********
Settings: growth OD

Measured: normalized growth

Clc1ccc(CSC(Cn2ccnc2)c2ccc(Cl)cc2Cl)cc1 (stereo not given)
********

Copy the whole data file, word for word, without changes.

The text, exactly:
Settings: growth OD

Measured: normalized growth

Clc1ccc(CSC(Cn2ccnc2)c2ccc(Cl)cc2Cl)cc1 (stereo not given)